Taken from What's On, October 1, 1999
Just call him Mr Hell Raiser
Clive Barker is the genius behind films such as Hellraiser and Candyman and a string of best-selling novels. Ardent fan Sue Potter caught up with him before his recent date at Christ - Church College, Cantebury.
Clive Barker hasn't scared the pants off anyone for more than a decade. But the best-selling author of The Books of Blood and the genius behind the Hellraiser and Candyman films still finds himself trapped in a genre pigeonhole which he has long since left behind.
It's not that he's ashamed of these earlier and more gory works, he explains, it's simply that he's moved on since then.
On a flying visit to England to promote his latest book, The Essential Clive Barker, he spoke about his latest offering.
"In a way I'm a victim of my own success," he sighed.
"People like those early books and those movies, and I like them too, but I don't do them any more and it's almost as though everyone is just catching up five years on.
"The fact is, I don't have anything interesting to say about scaring the pants off people. I've said it all and moved on."
For anyone who still doesn't believe him The Essential Clive Barker is a must-read.
Here, in one enormous volume, are more than 70 excerpts from novels, plays and four full-length stories, all personally selected by the author, representing a vigorous and flourishing career that spans more than 20 years.
With a forward by Armistead Maupin, who describes the author as a "free range fabulist", and a revealing introduction by Olive himself this is a book for both die hard fans an(1 th6se who arc still coming to terms with the diversity of his writing.
Clive Barker was born in Liverpool in 1952. He studied English and Philosophy at Liverpool University before moving to London.
A struggling artist and playwright he mounted his own fringe plays such as Frankenstein in Love and The History of the Devil while writing in his spare time the stories which an amazed world would come to know as The Books of Blood.
Bestsellers such as Weaveworld, The Great and Secret Show, Imajica, Everville, Sacrament and Galilee, which is published in paperback this week, followed, selling millions of copies around the world and topping best seller lists in both Britain and America.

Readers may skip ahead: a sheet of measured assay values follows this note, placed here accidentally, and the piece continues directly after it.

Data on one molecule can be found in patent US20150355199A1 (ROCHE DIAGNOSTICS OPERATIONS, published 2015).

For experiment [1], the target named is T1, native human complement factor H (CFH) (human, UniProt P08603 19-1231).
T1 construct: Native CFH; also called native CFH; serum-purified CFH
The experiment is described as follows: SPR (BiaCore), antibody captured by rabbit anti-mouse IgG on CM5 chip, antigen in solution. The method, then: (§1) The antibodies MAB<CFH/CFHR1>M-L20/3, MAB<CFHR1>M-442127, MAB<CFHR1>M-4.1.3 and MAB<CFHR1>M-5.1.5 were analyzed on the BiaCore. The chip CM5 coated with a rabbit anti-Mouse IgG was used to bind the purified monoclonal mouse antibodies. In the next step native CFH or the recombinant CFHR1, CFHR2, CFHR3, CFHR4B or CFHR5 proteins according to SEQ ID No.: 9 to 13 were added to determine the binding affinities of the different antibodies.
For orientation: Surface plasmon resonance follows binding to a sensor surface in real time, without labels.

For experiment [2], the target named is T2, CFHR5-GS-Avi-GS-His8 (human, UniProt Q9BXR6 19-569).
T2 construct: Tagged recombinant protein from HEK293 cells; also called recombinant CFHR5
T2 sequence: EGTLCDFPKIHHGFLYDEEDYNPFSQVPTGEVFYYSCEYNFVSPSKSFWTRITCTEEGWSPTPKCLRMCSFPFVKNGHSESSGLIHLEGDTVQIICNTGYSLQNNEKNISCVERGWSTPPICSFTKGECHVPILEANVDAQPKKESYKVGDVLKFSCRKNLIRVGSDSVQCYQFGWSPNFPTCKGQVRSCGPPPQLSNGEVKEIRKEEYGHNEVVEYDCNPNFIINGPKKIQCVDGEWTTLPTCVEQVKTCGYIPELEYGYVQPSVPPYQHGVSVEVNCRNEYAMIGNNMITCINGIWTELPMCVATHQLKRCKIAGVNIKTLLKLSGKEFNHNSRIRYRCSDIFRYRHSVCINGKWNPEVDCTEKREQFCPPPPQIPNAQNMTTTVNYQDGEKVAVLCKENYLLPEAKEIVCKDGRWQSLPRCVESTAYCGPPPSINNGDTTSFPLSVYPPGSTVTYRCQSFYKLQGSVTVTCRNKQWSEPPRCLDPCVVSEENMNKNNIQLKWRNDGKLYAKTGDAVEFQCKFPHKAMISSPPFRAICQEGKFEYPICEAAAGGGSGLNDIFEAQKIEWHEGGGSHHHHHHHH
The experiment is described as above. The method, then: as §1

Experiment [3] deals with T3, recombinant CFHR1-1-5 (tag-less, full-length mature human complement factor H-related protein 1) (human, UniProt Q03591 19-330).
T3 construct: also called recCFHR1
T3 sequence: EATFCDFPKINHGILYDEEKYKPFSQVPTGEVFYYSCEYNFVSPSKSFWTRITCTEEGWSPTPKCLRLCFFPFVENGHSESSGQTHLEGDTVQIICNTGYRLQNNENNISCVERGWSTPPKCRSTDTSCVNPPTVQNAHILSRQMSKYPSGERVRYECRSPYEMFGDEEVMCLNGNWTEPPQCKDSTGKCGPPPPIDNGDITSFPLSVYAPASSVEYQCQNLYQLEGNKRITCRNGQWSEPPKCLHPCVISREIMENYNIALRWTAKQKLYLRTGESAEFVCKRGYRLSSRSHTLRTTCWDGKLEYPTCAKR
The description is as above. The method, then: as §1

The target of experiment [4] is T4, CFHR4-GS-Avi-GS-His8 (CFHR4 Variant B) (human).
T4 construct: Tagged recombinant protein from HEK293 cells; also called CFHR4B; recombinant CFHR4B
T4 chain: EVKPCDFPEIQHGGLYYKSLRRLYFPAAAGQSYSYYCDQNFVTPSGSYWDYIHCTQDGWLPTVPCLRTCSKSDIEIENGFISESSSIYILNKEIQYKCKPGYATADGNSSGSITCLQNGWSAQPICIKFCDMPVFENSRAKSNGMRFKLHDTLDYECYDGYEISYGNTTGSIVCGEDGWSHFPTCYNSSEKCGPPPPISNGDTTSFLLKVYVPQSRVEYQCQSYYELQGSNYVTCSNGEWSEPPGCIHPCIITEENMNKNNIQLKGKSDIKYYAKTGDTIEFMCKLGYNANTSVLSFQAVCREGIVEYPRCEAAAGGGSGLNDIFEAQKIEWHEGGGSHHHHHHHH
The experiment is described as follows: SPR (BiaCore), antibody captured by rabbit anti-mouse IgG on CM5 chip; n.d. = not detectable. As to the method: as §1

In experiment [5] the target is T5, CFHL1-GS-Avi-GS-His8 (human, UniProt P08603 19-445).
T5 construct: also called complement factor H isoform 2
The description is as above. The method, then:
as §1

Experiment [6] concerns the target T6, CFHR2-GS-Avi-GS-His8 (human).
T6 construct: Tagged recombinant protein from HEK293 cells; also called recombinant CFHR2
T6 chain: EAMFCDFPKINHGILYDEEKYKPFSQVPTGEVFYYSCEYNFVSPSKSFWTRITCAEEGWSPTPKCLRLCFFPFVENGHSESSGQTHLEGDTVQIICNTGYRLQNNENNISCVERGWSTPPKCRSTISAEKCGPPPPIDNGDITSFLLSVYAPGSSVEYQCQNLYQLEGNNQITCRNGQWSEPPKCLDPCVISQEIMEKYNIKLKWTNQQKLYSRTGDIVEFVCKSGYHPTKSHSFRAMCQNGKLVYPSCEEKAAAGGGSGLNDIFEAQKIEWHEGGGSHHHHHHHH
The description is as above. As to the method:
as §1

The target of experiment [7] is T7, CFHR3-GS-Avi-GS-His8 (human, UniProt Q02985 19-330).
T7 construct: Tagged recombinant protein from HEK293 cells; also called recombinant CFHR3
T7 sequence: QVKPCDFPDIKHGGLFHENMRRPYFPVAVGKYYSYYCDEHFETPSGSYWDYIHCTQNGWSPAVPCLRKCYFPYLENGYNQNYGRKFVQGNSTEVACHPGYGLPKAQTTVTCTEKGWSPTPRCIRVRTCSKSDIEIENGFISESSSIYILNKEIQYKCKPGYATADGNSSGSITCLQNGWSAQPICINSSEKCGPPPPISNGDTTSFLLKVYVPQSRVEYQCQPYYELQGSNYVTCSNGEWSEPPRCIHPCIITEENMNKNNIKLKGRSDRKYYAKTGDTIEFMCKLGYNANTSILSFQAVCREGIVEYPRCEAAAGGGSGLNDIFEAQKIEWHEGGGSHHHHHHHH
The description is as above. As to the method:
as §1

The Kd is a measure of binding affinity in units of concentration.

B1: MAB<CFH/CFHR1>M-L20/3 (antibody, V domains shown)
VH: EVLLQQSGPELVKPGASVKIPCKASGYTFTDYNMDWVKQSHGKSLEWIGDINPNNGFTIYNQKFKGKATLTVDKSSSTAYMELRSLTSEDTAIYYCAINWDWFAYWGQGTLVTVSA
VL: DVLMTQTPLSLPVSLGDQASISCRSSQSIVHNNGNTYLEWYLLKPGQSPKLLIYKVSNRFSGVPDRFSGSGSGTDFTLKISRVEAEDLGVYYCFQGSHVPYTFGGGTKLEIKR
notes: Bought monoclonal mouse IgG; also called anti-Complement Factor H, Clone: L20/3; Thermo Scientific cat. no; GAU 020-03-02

He is also a successful filmmaker with films including Hellraiser, Nightbreed, Candyman and Lord of Illusions to his name.
Ho moved to Los Angeles in 1991
where he lives with his partner, the photographer David Armstrong, and is working on a collection of erotic short stories, poems, paintings and photographs and a series of children's books.
The death of his father last month has affected him deeply and he confesses it's hard going on the road and "playing the author" with the grief of that loss so fresh in his mind. But at the same time it brings with it a certain completeness, a closing of the circle which began all those years ago when, as a child, he discovered his ability to create stories powerful enough to affect adults.
He recalls: "I had always been able to tell stories to my contemporaries which worked but it wasn't until I was 13 years old and wrote a story which touched an adult that I knew this was something I desperately wanted to do:"
The man in question was his English teacher and. idol, Norman Russell, who, since his retirement, has become a novelist himself.
The rest, as they say, is history Millions have followed where he has led, revelling in his visions of other worlds inhabited by strange creatures of questionable sexuality demons and angels, sinners and saints and just plain old ordinary folk caught up in the middle of something unimaginable.
There wasn't enough room in the new book to include one of his favourite pieces exploring his relationship with Christ, but otherwise he feels it's a good mid-career assessment of what he has achieved so far. Fans can rest assured that there's plenty more where that came from.